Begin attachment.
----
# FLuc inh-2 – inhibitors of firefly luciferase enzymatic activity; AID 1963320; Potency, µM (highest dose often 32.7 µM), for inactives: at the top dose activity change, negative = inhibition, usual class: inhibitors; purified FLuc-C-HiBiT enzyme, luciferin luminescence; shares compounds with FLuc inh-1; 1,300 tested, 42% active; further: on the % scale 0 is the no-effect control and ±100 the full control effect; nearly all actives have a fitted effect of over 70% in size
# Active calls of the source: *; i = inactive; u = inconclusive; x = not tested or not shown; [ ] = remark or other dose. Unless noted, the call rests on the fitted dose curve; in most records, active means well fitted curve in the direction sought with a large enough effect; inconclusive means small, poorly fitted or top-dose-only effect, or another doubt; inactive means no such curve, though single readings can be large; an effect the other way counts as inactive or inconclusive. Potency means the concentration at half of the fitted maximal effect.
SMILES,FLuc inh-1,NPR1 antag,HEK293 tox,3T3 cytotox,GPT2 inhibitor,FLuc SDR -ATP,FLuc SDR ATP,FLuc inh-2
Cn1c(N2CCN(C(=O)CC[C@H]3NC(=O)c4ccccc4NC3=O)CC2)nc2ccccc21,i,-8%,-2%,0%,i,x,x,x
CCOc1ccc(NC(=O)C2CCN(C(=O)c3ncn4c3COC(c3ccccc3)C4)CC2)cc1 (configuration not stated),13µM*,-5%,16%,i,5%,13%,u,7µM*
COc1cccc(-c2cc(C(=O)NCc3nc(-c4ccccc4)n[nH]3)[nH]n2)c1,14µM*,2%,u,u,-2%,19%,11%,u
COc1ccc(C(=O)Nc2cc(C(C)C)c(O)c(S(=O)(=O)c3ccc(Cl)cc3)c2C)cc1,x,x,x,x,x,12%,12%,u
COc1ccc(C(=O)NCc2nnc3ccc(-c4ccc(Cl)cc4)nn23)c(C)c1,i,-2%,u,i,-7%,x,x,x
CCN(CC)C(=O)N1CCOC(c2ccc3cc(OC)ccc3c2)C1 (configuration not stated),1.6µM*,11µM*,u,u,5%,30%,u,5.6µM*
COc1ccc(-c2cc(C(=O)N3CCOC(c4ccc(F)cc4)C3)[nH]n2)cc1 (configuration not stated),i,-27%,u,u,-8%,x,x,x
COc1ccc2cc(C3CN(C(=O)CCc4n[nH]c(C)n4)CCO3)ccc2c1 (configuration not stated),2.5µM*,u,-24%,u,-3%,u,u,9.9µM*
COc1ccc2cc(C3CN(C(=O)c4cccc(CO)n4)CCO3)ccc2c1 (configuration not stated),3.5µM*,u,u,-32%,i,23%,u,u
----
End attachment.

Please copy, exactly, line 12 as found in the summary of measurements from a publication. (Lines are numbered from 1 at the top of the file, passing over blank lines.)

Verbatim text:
COc1ccc2cc(C3CN(C(=O)c4cccc(CO)n4)CCO3)ccc2c1 (configuration not stated),3.5µM*,u,u,-32%,i,23%,u,u